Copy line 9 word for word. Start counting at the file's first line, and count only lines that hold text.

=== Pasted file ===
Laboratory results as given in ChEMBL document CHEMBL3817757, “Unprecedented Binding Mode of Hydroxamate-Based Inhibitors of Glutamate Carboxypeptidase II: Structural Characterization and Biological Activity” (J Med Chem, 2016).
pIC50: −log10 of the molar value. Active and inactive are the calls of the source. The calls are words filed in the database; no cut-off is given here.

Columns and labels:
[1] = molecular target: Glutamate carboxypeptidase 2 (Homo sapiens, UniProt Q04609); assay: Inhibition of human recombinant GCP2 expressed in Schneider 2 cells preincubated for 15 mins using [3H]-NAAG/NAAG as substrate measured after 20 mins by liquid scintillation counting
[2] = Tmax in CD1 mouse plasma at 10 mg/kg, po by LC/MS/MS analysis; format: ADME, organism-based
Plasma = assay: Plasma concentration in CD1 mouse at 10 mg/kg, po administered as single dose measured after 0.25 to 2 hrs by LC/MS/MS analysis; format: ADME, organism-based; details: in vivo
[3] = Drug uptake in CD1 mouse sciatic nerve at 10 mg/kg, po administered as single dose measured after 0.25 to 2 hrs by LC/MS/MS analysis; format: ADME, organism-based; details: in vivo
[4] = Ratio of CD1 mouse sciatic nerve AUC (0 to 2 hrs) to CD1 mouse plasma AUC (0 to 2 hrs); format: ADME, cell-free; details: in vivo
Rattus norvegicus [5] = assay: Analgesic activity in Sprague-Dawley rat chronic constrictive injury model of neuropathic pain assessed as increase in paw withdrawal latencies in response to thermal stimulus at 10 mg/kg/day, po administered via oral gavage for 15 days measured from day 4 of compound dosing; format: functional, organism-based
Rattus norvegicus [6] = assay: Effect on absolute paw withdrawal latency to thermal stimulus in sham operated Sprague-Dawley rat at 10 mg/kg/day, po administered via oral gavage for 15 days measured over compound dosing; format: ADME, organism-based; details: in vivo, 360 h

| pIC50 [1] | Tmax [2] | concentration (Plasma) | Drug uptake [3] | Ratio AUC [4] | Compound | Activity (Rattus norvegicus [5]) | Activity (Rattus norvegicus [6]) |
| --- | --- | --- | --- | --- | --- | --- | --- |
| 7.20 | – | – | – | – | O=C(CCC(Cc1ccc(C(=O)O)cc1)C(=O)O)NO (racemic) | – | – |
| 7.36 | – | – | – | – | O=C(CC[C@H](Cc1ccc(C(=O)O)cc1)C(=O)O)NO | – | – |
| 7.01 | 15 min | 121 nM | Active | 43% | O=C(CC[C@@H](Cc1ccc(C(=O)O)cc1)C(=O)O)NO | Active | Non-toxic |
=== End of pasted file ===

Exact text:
Rattus norvegicus [5] = assay: Analgesic activity in Sprague-Dawley rat chronic constrictive injury model of neuropathic pain assessed as increase in paw withdrawal latencies in response to thermal stimulus at 10 mg/kg/day, po administered via oral gavage for 15 days measured from day 4 of compound dosing; format: functional, organism-based